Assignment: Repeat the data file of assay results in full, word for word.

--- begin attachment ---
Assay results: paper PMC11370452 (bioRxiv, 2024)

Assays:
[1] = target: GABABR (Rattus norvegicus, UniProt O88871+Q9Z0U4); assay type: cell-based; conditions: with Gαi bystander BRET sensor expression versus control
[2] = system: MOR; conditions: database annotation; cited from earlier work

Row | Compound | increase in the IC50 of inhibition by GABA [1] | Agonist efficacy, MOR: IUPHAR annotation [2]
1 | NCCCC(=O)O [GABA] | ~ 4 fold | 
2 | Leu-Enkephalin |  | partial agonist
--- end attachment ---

Assay results: paper PMC11370452 (bioRxiv, 2024)

Assays:
[1] = target: GABABR (Rattus norvegicus, UniProt O88871+Q9Z0U4); assay type: cell-based; conditions: with Gαi bystander BRET sensor expression versus control
[2] = system: MOR; conditions: database annotation; cited from earlier work

Row | Compound | increase in the IC50 of inhibition by GABA [1] | Agonist efficacy, MOR: IUPHAR annotation [2]
1 | NCCCC(=O)O [GABA] | ~ 4 fold | 
2 | Leu-Enkephalin |  | partial agonist